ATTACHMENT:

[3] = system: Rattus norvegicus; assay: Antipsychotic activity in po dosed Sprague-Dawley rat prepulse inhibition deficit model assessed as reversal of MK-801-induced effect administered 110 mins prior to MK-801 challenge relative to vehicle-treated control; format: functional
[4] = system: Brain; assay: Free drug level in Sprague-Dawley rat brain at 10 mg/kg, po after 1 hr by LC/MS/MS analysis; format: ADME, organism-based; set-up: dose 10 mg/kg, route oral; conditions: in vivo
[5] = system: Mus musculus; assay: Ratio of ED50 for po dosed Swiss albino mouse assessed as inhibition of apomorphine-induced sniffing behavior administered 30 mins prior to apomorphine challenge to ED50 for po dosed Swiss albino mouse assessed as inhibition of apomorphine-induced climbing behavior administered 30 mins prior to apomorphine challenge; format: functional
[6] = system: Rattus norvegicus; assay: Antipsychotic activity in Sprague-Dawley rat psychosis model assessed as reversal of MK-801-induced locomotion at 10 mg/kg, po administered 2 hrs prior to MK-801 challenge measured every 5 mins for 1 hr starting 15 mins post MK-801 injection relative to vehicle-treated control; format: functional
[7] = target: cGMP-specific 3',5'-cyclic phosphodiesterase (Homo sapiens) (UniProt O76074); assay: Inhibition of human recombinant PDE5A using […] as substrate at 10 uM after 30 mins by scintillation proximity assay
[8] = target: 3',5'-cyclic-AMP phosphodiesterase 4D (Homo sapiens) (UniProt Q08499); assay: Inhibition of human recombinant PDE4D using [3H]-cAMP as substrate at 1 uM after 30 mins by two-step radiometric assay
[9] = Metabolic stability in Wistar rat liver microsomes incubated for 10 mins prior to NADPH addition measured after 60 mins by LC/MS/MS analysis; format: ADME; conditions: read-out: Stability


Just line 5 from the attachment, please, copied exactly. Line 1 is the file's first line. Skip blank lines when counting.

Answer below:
[7] = target: cGMP-specific 3',5'-cyclic phosphodiesterase (Homo sapiens) (UniProt O76074); assay: Inhibition of human recombinant PDE5A using […] as substrate at 10 uM after 30 mins by scintillation proximity assay